Thursday, December 1, 2011

Organize your data with a PIM - EfficientPIM

A PIM used to be a blackberry-like device for keeping information handy while on the go. But, I have recently discovered the power in writing a novel by using a PIM, or Personal Information Manager. One of the simplest and easiest that I have found to use is EfficientPIM from

I used to have both ACT and Maximizer on my computer, and I've had access to Goldmine in the past, but I've always used them for contact information -- publishers, agents, addresses, events, etc. For my needs, they are all like trying to kill and ant with a sledgehammer. What I needed was something that was lightweight in the KBs, but heavy on information management...something that would provide the power I needed without slowing me down. EfficientPIM seems to be just what I've been looking for. It's...well...just as the name implies...efficient.

EfficientPIM is even more robust than I expected. Yes, it gives me the ability to still store information about those blood-sucking literary, I mean my very best friend Jason in New York. But, EfficientPIM also allows me the flexibility to literally create a character as one of my contacts. I can create birthdays for my character, personality traits, even their business activity. All of that information is stored in a neat card-file presentation, so that I don't forget that a particular character has blue eyes and gray hair - not the other way around. Unlimited note taking allows me to write down random thoughts about characters so that I don't misplace them among the mountains of notes and papers on my desk. There's even a diary, so that I can track my writing time each day, or record ideas for later development. Customized fields allow me to record minute details about my characters. It's a neat piece of software, and I'm quite glad I ran across it.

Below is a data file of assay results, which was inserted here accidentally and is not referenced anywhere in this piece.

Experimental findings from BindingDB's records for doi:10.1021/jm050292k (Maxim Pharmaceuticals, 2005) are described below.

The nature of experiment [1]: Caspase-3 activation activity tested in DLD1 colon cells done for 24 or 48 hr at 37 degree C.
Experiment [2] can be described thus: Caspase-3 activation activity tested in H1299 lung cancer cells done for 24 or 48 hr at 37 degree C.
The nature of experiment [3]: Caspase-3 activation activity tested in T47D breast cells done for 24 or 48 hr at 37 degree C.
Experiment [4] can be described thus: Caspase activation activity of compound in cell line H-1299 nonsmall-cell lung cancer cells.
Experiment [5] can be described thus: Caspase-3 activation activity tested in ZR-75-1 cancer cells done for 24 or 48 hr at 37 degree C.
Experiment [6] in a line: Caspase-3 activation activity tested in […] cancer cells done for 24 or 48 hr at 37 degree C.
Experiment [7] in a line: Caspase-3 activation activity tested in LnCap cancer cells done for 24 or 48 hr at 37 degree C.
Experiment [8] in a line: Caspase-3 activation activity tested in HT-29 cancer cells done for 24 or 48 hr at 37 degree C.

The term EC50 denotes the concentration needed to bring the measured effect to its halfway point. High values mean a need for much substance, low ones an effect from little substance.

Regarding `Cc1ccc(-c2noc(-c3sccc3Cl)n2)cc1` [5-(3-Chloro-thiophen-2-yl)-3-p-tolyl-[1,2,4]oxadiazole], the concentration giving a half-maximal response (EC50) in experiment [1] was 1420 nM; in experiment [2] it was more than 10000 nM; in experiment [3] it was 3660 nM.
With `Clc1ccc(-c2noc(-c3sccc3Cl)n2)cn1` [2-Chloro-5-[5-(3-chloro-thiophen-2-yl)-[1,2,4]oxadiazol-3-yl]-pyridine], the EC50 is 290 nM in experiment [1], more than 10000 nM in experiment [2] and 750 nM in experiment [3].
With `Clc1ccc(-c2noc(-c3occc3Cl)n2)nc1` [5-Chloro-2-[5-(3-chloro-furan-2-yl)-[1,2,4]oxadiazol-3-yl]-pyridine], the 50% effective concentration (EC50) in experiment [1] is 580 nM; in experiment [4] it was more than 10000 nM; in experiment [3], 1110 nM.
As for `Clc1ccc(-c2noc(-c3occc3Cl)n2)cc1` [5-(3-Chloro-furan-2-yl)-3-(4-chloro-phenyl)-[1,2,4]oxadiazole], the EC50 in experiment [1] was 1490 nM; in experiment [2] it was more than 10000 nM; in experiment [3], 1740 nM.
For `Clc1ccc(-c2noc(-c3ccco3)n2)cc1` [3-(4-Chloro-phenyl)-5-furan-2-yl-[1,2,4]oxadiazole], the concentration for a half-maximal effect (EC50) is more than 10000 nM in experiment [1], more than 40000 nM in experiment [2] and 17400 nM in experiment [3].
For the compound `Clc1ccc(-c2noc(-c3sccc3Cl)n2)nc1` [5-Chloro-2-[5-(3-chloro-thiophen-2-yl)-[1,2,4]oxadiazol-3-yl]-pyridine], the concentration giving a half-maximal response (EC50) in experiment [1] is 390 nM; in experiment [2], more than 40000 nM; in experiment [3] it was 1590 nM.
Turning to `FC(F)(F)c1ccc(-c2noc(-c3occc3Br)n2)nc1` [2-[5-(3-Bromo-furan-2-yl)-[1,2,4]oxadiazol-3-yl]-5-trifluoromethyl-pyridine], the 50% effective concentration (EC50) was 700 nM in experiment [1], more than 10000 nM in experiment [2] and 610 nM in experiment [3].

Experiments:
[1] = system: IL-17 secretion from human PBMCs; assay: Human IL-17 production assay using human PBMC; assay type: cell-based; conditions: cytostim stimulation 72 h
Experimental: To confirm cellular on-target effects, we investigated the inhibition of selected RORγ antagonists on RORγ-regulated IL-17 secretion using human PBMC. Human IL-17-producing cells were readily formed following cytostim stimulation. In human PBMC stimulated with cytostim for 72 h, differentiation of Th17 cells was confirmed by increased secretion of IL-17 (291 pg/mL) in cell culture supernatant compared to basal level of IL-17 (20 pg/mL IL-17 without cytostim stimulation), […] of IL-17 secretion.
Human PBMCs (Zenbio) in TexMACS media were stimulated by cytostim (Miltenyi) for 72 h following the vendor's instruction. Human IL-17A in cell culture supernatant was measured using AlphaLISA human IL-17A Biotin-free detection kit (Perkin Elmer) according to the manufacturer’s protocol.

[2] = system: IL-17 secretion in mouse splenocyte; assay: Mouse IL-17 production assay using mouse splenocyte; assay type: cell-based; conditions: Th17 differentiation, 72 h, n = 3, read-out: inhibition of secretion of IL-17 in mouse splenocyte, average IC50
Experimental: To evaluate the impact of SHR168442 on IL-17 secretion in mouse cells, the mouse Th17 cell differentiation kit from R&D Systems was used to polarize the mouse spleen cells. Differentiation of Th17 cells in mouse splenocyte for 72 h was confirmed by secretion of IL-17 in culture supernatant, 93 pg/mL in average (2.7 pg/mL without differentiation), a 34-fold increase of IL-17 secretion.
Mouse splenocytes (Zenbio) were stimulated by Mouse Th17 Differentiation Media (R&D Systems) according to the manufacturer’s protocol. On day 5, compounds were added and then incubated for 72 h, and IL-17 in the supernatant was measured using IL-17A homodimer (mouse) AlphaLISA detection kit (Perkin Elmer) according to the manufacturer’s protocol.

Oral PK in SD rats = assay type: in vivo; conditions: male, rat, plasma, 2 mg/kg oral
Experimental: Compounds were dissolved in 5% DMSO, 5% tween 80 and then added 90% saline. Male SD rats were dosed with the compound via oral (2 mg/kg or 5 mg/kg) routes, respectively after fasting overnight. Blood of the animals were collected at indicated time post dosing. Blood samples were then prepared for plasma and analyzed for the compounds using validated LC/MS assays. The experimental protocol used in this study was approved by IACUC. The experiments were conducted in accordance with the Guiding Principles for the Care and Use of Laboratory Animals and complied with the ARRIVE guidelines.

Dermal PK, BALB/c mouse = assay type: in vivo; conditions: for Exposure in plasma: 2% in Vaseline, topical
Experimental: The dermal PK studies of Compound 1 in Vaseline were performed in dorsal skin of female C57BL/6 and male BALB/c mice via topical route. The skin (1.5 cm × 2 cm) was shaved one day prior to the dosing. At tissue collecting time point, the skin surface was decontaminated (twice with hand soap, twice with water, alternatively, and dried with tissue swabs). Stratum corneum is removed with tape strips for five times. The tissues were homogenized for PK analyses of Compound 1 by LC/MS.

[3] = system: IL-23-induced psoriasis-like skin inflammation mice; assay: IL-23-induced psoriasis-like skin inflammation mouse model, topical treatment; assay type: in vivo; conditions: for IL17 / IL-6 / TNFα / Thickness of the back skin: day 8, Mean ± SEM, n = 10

One very cool feature of EfficientPIM, is the ability to have different databases for different projects. So, in order to keep my characters and stories straight, I develop one database for one book, but a different database for a different book. There's no mixing of characters or the accidental confusion of stories. When I open one of my saved databases, there are all of my characters showing as unique "contacts", with all of their information complete. When I'm done working on that project, I close the database, and open an entirely different one. Very cool, and very compartmentalized for busy writers who have multiple projects underway.

In the past, I've done a great deal of my character note-taking on a word processor. While I have no idea what closing of synapse made me think of using a PIM instead, I'm certainly glad that I did.

If you've become stumped on keeping track of plots, characters, chapter outlines, and the pittance of royalties that flow into the "incoming" basket each day, you might just want to consider a PIM for a new approach. At $39, EfficientPIM won't break the bank, either. And, if the only record keeping, character development, and book outlining that you've done is on a yellow pad or sticky notes, then you owe yourself a huge favor of considering a PIM. offers a 30-day free trial. However, I think you'll be so pleased that you won't wait until the trial ends. You'll own it right away.

That's it for today. I'm still at work on "Mandate", but with my new PIM, I believe I will be far than I have in the past.

Write On!

Jack Riston